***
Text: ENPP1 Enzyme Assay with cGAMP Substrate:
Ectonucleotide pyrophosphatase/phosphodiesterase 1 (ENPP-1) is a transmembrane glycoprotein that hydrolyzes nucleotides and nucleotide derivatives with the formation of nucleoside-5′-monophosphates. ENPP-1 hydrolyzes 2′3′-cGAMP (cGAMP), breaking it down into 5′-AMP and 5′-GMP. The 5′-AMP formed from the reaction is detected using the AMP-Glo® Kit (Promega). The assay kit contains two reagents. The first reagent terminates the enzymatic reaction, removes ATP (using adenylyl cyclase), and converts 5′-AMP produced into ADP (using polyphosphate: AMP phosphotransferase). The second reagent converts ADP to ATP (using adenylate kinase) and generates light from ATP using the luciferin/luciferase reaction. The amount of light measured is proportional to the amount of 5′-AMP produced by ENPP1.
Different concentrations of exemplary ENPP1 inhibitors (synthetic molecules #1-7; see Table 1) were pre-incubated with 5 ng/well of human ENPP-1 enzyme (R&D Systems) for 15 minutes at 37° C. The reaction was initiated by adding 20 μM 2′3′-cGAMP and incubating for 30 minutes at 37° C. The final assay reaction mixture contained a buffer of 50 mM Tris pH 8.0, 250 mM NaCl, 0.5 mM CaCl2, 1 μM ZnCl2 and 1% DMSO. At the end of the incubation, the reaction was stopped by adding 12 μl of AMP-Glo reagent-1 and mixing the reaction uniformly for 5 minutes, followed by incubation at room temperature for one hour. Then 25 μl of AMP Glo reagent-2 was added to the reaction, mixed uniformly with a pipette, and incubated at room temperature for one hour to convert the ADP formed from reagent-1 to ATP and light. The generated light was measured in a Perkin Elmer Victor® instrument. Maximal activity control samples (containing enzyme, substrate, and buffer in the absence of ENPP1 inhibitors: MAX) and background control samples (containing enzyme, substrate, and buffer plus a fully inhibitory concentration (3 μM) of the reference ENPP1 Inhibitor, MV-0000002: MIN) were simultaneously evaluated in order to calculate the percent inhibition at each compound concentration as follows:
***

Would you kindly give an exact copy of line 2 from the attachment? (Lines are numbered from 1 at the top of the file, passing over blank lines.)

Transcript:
Ectonucleotide pyrophosphatase/phosphodiesterase 1 (ENPP-1) is a transmembrane glycoprotein that hydrolyzes nucleotides and nucleotide derivatives with the formation of nucleoside-5′-monophosphates. ENPP-1 hydrolyzes 2′3′-cGAMP (cGAMP), breaking it down into 5′-AMP and 5′-GMP. The 5′-AMP formed from the reaction is detected using the AMP-Glo® Kit (Promega). The assay kit contains two reagents. The first reagent terminates the enzymatic reaction, removes ATP (using adenylyl cyclase), and converts 5′-AMP produced into ADP (using polyphosphate: AMP phosphotransferase). The second reagent converts ADP to ATP (using adenylate kinase) and generates light from ATP using the luciferin/luciferase reaction. The amount of light measured is proportional to the amount of 5′-AMP produced by ENPP1.